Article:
By the time this issue of Catalyst In Depth reaches our readers, the dust will have settled on the city’s first teachers strike in 25 years. Daily picketing will be over, children will be back in school, misleading radio and TV ads will be off the airwaves and the overheated bluster and rhetoric about lazy teachers and greedy unions will, with any luck, be replaced by more rational discourse from cooler heads.

But an equally contentious fight over school closings is on the horizon. On one side will be grassroots activists and some parent groups accusing the district of neglecting neighborhood schools, leaving them to fail and then using failure as an excuse to close them and turn more buildings over to charter operators. On the other side will be district officials and their allies, insisting that they have no choice but to shut down under-utilized schools at a time of shrinking enrollment and scarce cash. (CPS has already claimed another rationale—the need to pay for raises in the new teachers’ contract—though officials have said for several years that they plan to shut down schools.)

Meanwhile, aldermen are entering the fray, with 32 of 50 aldermen adding their names to a resolution calling on district officials to explain their decision-making on school closings at City Council hearings. Some aldermen have even joined the chorus of voices calling for an elected School Board. Imagine that happening under Mayor Daley.

Before 1995, the public had some input into the composition of the board, granted by the 1988 School Reform Act. The mayor appointed board members from a list of candidates nominated by a committee that was comprised mostly of parent and community representatives. The Legislature killed that process and returned the system to complete mayoral control in 1995, so state law would have to be changed to create an elected board in Chicago.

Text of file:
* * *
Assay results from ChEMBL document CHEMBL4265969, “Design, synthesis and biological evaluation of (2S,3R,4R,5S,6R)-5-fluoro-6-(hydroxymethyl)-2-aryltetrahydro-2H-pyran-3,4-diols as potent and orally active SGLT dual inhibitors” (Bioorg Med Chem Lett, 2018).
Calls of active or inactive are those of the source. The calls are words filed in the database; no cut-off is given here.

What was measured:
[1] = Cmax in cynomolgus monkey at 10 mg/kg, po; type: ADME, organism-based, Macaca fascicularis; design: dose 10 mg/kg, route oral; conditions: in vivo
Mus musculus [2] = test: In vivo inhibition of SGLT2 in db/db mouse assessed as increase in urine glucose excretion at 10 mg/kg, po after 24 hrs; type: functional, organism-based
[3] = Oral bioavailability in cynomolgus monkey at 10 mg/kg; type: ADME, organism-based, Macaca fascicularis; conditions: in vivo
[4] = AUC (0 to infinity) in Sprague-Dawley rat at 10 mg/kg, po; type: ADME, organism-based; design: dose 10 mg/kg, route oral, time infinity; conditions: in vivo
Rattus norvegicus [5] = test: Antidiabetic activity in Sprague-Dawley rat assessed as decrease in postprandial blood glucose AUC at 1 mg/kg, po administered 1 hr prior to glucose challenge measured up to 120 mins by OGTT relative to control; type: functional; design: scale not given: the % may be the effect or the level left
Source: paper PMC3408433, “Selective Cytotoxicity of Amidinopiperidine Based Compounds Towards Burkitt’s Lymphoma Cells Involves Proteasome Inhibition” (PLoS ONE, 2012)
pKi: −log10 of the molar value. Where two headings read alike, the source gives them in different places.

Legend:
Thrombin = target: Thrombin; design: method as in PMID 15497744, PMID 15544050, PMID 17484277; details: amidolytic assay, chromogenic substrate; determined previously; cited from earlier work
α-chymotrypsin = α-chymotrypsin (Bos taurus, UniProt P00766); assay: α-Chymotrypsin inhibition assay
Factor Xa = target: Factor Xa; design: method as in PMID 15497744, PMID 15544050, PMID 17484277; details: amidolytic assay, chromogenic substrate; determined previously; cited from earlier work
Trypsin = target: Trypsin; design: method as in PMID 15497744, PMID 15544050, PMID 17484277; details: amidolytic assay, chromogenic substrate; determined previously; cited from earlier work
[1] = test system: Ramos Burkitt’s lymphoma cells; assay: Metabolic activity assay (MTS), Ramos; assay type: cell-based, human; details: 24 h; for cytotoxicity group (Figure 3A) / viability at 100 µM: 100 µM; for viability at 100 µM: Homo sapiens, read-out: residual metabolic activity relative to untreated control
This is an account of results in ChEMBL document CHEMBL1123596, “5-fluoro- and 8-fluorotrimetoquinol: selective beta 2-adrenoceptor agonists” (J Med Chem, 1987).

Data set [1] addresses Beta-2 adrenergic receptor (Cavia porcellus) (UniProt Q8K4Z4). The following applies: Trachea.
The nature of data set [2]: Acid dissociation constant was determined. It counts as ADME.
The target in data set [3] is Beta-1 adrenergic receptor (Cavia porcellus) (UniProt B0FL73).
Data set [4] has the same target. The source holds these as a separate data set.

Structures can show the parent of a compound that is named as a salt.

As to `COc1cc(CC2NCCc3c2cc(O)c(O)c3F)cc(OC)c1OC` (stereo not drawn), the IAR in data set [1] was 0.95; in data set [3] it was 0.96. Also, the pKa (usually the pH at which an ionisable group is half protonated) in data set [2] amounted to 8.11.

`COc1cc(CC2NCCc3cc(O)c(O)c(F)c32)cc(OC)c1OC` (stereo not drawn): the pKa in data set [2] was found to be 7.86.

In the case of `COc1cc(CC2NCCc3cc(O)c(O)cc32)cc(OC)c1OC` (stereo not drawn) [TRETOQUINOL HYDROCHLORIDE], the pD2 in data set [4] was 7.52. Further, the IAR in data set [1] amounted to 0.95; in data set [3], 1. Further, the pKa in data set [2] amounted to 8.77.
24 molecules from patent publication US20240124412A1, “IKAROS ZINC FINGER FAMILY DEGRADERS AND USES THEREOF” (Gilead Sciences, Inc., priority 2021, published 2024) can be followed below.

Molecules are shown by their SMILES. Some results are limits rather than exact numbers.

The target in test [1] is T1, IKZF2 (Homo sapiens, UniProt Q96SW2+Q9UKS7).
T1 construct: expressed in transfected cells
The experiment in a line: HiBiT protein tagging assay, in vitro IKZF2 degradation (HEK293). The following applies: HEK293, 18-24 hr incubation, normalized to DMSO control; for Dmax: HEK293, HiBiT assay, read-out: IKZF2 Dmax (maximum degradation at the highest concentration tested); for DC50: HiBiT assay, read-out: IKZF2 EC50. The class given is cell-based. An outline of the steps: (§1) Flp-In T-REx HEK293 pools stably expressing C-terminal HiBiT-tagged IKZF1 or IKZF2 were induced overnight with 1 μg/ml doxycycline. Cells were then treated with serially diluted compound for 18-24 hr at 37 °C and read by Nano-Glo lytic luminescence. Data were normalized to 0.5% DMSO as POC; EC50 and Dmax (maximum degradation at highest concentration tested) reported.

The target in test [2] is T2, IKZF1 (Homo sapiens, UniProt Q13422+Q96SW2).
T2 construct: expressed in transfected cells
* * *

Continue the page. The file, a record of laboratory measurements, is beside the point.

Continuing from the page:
One local representative, LaShawn K. Ford, held three town hall meetings in October on the issue and wants a task force to study it, though he has not taken a position on the matter.

The issue—a controversial one, with arguments both pro and con and differing opinions even among the Catalyst staff—raises critical issues of transparency and accountability. But controversy is sometimes a good thing. Issues like these must be addressed if the public is to have confidence in the school system’s leadership.

Perhaps a lesson can be drawn from the recent strike. After the strike, one reader of noted education historian Diane Ravitch’s blog wrote about what the strike taught her grandchild, despite seven missed days of school. Here’s an excerpt (with my emphasis added):

The strike taught my grandchild and so many more children like her that people should stand up for what they believe in; thoroughly read any document you sign; join with people who have the same causes because many things can’t be done alone, and that democracy is messy and hard to achieve, but worth it in the end.

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At a recent panel discussion, the moderator asked those of us on the panel to talk about our views on the (very broad) question: The current state of education in the region is (fill in the blank).

One panelist cited a dearth of leadership that would rally the public, parents, civic groups and others around a common goal of better education. At the school level, though, is where the rubber really meets the road, and one of Mayor Rahm Emanuel’s strategies aims to raise the bar and improve the quality of principal candidates.  In this issue of Catalyst In Depth, Associate Editor Rebecca Harris reports on the Chicago Leadership Collaborative, the initiative that brings together four of the city’s top principal prep programs to share ideas and improve the quality of training.

The toughest test for a principal is in a failing neighborhood high school—where one reform after another, both locally and nationally, has brought little in the way of substantive, long-term improvement. Harris and Deputy Editor Sarah Karp also profile two very different principals who are facing the high school test. Doug Maclin of Chicago Vocational Career Academy is black, grew up not far from CVCA in Roseland and kept many of CVCA’s existing teachers when the school became a turnaround. Marcey Sorensen of Clemente High is white, grew up in the northwest suburbs and immediately became the center of controversy at the school when she fired nine teachers and edged out more by redefining their jobs.

Karp and Harris will continue to follow Maclin and Sorensen throughout the year and report on the progress at CVCA and Clemente. Our goal is to shed light on what makes a principal successful—or not—at this tough test.

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